Our Salmon

sockeye-salmon

Sockeye Salmon returning to spawning grounds

I love salmon.

I revere them. And I adore what happens when I incorporate them into my body.

I wrote an Ode to Salmon in the early days of my blog.

I still eat salmon. Several times a week. Despite ongoing & growing concerns about radiation contamination throughout the Pacific ocean from the Fukushima Dai-ichi Nuclear Power Station in Japan.

When the available science is suspect (the FDA says there are is  “no evidence that radionuclides from the Fukushima incident… pose a public health concern”), I tend to appraoch food intuitively. And despite any (inevitable, to my mind) cross-Pacific contamination, I believe the benefits of eating salmon still outweigh the risks. For me.

Matthew is eating less salmon now, as we know (too well) that he is generally less able to handle toxins and radiation. He has to be more careful.

But our wild Pacific salmon are also under threat on this side of the Pacific.

mount-polley-tailings-pond-breach-1

Mount Polley Mine disaster

Earlier this month, a breach from an open-pit mine owned by Imperial Metals in Secwepemc territory in British Columbia leaked 10 billion litres of contaminated water and 5 billion litres of solid tailings waste into the headwaters of our river system. The entire Quesnel and Cariboo river systems are now contaminated, right up to the salmon-bearing Fraser River. The Fraser is B.C.’s longest river and a major nursery for wild salmon.

SockeyeThis disaster won’t particularly affect this year’s mature salmon (we’re having a wicked strong return of Sockeye on the Fraser this summer), but their progeny: what will be, or would have been, mature salmon four years from now.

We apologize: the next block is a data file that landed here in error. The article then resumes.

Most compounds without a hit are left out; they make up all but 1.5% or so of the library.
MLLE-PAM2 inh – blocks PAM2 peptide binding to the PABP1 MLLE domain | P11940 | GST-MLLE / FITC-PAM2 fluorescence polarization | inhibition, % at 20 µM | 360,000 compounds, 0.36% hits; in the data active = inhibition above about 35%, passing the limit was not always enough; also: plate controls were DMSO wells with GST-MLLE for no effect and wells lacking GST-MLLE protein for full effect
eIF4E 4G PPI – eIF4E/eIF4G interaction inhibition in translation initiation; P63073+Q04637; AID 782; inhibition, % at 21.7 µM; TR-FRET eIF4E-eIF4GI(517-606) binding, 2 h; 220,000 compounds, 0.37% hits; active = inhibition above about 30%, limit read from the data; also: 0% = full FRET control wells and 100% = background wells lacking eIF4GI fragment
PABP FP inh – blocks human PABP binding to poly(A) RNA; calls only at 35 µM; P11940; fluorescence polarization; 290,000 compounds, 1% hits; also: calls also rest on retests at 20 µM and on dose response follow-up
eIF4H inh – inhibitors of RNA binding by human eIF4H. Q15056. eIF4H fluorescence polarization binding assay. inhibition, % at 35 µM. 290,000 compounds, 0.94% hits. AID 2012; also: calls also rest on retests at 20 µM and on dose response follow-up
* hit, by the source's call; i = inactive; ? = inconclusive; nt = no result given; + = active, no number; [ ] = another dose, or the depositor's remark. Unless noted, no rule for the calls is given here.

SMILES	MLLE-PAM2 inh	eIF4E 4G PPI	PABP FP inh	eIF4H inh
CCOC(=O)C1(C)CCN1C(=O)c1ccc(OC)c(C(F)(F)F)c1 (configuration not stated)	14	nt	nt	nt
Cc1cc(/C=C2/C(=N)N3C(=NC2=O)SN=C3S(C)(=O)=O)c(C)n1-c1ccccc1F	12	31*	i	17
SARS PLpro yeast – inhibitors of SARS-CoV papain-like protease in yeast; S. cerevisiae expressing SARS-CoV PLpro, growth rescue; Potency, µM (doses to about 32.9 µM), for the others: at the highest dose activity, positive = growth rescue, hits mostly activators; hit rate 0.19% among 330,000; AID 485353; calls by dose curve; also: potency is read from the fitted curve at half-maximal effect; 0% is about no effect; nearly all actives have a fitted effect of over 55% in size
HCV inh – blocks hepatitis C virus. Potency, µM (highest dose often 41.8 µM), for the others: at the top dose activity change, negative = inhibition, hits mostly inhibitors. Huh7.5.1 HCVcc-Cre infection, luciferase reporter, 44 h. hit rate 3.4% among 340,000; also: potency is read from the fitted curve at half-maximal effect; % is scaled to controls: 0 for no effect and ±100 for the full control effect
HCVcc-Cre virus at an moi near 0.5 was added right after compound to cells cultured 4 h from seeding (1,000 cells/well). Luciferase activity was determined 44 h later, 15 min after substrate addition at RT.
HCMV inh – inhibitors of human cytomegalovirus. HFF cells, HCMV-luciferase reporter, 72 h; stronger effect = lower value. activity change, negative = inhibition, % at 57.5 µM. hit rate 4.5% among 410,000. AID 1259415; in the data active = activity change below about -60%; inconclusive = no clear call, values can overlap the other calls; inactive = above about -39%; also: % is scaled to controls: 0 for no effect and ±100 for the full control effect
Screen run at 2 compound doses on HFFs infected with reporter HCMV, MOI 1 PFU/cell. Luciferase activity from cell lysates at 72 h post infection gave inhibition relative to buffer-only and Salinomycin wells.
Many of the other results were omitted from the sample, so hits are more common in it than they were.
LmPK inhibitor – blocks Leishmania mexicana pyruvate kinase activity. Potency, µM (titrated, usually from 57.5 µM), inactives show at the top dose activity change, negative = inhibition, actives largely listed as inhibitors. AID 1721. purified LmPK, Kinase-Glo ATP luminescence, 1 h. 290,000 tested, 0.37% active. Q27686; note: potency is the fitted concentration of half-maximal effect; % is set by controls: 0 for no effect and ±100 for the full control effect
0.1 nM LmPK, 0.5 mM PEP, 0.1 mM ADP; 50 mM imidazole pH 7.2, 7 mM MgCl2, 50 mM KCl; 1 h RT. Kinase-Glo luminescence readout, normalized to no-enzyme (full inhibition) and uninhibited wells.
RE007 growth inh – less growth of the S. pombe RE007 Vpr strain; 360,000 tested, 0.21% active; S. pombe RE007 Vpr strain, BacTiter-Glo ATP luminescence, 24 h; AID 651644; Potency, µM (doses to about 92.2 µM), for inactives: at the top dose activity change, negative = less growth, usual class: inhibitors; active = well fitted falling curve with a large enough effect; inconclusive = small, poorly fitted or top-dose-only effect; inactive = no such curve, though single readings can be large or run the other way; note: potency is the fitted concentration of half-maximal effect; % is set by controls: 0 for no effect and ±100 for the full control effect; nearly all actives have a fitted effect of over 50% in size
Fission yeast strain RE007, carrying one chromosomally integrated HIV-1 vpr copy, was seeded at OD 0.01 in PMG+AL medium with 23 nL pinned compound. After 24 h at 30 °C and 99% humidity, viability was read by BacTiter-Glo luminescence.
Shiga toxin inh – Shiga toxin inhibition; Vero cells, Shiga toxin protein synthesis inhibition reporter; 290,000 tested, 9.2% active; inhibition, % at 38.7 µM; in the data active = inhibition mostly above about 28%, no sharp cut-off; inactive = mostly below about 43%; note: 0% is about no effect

Salmon return to the waterways of their birth to spawn before they die. In four year cycles. This year, the fish that survive their infancy will have started their lives in water contaminated by arsenic, mercury and sulfur from the Mount Polley Mine breach.

The original name of the area where this mine is located is Yuct ne Senxiymetkwe, meaning the “the greatest of the great lakes”, according to the Warrior Publications blog. The Secwepemc and other local residents have set up a disaster monitoring and sacred fire camp at the entrance of the Imperial Metals’ Mount Polley Mine.

Today is the 9th day of sacred fire at the camp.

The 9th day of sacred fire for healing for Secwepemc territory, and all of the organisms that depend on it. The moose, deer, cougar, bears, salmon, caribou… and me.

Slightly Lost Girl recently wrote her own ode to salmon, with information about the proposed Pebble Mine in Alaska, which would be the largest mine in North America & would introduce more toxicity (including lead, copper and arsenic) into our water systems.

I wish there was an upbeat way to finish this post. Instead, I highly recommend concluding with this 2½ minute video by Doreen Manuel.

3 Comments

Filed under Uncategorized

3 responses to “Our Salmon

  1. We’re very good at damaging our planet. Thought provoking post, P.

  2. Pingback: Balsamic~Fig glazed Salmon (AIP & WahlsPaleo+) | petra8paleo

  3. Find the Yuct Ne Senxiymetkwe Camp Initial Assessment Report on the Mount Polley Mine Tailings Breach here:

Leave a Reply

Fill in your details below or click an icon to log in:

WordPress.com Logo

You are commenting using your WordPress.com account. Log Out / Change )

Twitter picture

You are commenting using your Twitter account. Log Out / Change )

Facebook photo

You are commenting using your Facebook account. Log Out / Change )

Google+ photo

You are commenting using your Google+ account. Log Out / Change )

Connecting to %s